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Discussion Starter · #1 ·
Right, I'm being press ganged into a company pension fund and I'm not sure I'm happy about it. Not because I'm a hooligan who doesn't want to think about the future but because I'm highly sceptical about the long term strength of the Rand and pension funds are limited to 25% offshore investment. And this story about "inflation + 4%" doesnt hold much water with me because I'm highly sceptical about the official CPI figures.

I'm considering pushing back and taking the money, letting it be taxable and furthering my own choice of investments.

So Perreby/Giorget etc - what are your opinons on the Rand? And I'm asking honestly, not the rose-tinted story that we spin to investors ;). I suppose medium to long term is the relevant period here.
 

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I don't have the time to give a more detailed answer now, but here are some thoughts:

The rand will probably continue to depreciate steadily against major currencies like the dollar and euro in the long term - yes, with some bouts of strength every now and again, but there's no big reason to think that the long-term trend will reverse. It would take a very significant shift in SA's monetary policy to achieve that.

With regard to offshore investment, you do have to keep in mind that a very large proportion of the companies listed on the JSE are actually mostly or even in some cases entirely "foreign" these days. A company like SAB and BAT, Sappi, Mondi and even Sasol, etc. etc. all have the majority or a significant minority of their operations and assets overseas. Therefore, even if a local pension fund is only invested in local equities and bonds, it's actually automatically significantly diversified offshore.

In terms of the tax implications, the best would be to talk to a trustworthy accountant who could advise you and run the numbers in your specific case. Remember, depending on where you plan to invest alternatively, you could stand to create a significant tax liability for yourself, both in future when you want to draw down the investment and continuously as foreign dividends are taxable in your hands while local dividends are not. This risk would need to be outweighed by the superior returns that you expect to receive by not going into the company fund (or an alternative fund).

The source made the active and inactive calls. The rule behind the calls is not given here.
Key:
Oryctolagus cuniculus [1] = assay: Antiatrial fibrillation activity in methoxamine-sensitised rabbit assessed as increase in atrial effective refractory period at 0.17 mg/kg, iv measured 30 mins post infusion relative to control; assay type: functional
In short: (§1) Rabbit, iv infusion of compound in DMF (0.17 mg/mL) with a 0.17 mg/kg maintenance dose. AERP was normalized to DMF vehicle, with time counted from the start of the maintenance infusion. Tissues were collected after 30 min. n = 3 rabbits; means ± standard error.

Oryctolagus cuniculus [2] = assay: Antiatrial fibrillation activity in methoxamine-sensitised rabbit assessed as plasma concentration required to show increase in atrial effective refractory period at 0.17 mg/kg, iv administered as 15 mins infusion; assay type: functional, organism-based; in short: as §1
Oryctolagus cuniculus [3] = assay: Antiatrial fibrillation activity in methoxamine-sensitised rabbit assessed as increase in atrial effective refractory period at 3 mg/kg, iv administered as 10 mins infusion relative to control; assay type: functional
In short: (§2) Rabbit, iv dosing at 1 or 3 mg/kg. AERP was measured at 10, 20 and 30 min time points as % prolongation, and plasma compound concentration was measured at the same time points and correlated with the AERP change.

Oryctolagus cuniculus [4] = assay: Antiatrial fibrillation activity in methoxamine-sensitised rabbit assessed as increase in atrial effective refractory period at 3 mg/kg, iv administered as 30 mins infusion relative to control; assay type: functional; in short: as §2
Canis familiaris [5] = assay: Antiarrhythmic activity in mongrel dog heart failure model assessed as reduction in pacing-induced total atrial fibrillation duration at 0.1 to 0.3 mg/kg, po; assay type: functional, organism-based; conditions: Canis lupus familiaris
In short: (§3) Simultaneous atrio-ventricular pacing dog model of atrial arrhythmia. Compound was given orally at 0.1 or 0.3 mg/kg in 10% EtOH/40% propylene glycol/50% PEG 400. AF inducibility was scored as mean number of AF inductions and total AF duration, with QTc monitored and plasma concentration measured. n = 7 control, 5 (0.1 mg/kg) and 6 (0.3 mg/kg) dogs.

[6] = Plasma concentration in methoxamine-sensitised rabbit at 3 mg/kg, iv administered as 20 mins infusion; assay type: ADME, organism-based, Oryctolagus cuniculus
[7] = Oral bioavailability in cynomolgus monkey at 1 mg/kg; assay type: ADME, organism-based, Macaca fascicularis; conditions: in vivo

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ArthurB. Remember most of your pension fund holdings will be in the big listed stocks. And as Giorget mentioned most of them have significant operations outside SA. Think SASOL, Richemont, SAB, British American Tobacco, MTN etc..

Now if the rand continues to depreciate (which most economists expect it to do), the listed shares your pension fund is invested in, will report earnings and dividends in Rands.

So currency weakness flatters their results, as reported earnings in Rands will be positively affected by Rand weakness. This is positive for the stock prices and dividend yields

So trust me you will be hedged against Rand weakness.

Besides that you are allowed to take large sums out of SA per year in your personal capacity so if you want you can follow that route too.

Im not as bearish on the Rand as most other economists (but thats just the optimist in me coming out).
 

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don't know how things work in SA, but if your employer is willing to contribute, usually its best to join as you're getting some free money.
 

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don't know how things work in SA, but if your employer is willing to contribute, usually its best to join as you're getting some free money.
All the money always comes from the employer. There's no point in differentiating between "employee contribution" and "employer contribution".
In 2015 in South Africa, that pointless distinction in tax laws is going to be taken away at last as well.
 

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All the money always comes from the employer. .
A nice benefit to have. We used to have member non-contributory schemes in the UK, but the last ones closed over a decade ago, when the everybody realised equities don't always return 14% pa :rolleyes:
 

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don't know how things work in SA, but if your employer is willing to contribute, usually its best to join as you're getting some free money.
Most employer contribute 25% because that is what is needed to cover the costs of a pensionfund. And it is illegal in SA to force an employee into a fund and the use his money to enrich the fund managers. (This is not true in the UK where I had a pension fund. In SA the money deducted must show up in your pension account.) But even then the managers are still the only people who get rich from the investment.